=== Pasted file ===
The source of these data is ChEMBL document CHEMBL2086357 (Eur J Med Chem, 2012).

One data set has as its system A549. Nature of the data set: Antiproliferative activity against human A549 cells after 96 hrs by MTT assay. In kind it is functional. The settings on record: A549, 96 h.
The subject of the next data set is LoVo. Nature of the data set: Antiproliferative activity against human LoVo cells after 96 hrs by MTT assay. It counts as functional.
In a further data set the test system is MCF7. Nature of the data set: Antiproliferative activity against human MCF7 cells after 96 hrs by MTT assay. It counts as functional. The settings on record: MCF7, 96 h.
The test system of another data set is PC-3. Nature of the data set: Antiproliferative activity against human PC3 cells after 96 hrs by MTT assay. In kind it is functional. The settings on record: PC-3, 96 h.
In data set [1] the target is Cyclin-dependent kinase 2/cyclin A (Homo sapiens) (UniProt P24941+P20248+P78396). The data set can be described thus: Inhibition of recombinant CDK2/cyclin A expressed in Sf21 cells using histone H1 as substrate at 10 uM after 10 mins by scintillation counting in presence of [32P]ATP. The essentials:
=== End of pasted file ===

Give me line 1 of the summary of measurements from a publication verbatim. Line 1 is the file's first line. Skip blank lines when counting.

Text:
The source of these data is ChEMBL document CHEMBL2086357 (Eur J Med Chem, 2012).